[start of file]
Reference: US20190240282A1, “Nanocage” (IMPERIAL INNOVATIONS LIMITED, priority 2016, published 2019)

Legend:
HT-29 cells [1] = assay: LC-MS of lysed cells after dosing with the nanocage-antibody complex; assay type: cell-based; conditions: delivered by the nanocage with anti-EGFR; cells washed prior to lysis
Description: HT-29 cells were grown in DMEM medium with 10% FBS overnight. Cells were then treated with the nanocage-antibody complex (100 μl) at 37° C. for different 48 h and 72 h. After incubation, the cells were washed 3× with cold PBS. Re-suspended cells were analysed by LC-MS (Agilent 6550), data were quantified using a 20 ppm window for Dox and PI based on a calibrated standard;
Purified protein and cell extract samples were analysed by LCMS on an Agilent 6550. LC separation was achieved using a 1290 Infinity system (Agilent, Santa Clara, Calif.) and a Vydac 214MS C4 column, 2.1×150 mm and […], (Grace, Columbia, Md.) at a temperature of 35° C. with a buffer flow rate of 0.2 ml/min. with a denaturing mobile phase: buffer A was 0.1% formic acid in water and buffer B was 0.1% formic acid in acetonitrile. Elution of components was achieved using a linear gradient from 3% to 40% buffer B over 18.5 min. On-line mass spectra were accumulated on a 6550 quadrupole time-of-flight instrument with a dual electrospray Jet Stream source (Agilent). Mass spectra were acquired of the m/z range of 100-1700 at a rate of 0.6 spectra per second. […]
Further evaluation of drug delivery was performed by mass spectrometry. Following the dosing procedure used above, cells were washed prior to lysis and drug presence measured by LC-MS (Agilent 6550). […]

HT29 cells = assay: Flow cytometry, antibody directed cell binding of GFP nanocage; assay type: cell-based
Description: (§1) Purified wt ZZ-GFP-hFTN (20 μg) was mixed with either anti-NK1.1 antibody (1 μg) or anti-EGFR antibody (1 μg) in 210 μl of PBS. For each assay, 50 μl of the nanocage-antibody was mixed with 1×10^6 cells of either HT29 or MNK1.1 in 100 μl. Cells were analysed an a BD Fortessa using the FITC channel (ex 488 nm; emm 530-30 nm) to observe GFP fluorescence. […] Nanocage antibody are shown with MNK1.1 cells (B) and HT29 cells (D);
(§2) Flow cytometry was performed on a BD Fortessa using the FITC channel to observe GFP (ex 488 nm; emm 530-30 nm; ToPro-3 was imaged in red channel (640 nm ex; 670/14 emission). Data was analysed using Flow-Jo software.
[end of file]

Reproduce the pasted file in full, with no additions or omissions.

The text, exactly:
Reference: US20190240282A1, “Nanocage” (IMPERIAL INNOVATIONS LIMITED, priority 2016, published 2019)

Legend:
HT-29 cells [1] = assay: LC-MS of lysed cells after dosing with the nanocage-antibody complex; assay type: cell-based; conditions: delivered by the nanocage with anti-EGFR; cells washed prior to lysis
Description: HT-29 cells were grown in DMEM medium with 10% FBS overnight. Cells were then treated with the nanocage-antibody complex (100 μl) at 37° C. for different 48 h and 72 h. After incubation, the cells were washed 3× with cold PBS. Re-suspended cells were analysed by LC-MS (Agilent 6550), data were quantified using a 20 ppm window for Dox and PI based on a calibrated standard;
Purified protein and cell extract samples were analysed by LCMS on an Agilent 6550. LC separation was achieved using a 1290 Infinity system (Agilent, Santa Clara, Calif.) and a Vydac 214MS C4 column, 2.1×150 mm and […], (Grace, Columbia, Md.) at a temperature of 35° C. with a buffer flow rate of 0.2 ml/min. with a denaturing mobile phase: buffer A was 0.1% formic acid in water and buffer B was 0.1% formic acid in acetonitrile. Elution of components was achieved using a linear gradient from 3% to 40% buffer B over 18.5 min. On-line mass spectra were accumulated on a 6550 quadrupole time-of-flight instrument with a dual electrospray Jet Stream source (Agilent). Mass spectra were acquired of the m/z range of 100-1700 at a rate of 0.6 spectra per second. […]
Further evaluation of drug delivery was performed by mass spectrometry. Following the dosing procedure used above, cells were washed prior to lysis and drug presence measured by LC-MS (Agilent 6550). […]

HT29 cells = assay: Flow cytometry, antibody directed cell binding of GFP nanocage; assay type: cell-based
Description: (§1) Purified wt ZZ-GFP-hFTN (20 μg) was mixed with either anti-NK1.1 antibody (1 μg) or anti-EGFR antibody (1 μg) in 210 μl of PBS. For each assay, 50 μl of the nanocage-antibody was mixed with 1×10^6 cells of either HT29 or MNK1.1 in 100 μl. Cells were analysed an a BD Fortessa using the FITC channel (ex 488 nm; emm 530-30 nm) to observe GFP fluorescence. […] Nanocage antibody are shown with MNK1.1 cells (B) and HT29 cells (D);
(§2) Flow cytometry was performed on a BD Fortessa using the FITC channel to observe GFP (ex 488 nm; emm 530-30 nm; ToPro-3 was imaged in red channel (640 nm ex; 670/14 emission). Data was analysed using Flow-Jo software.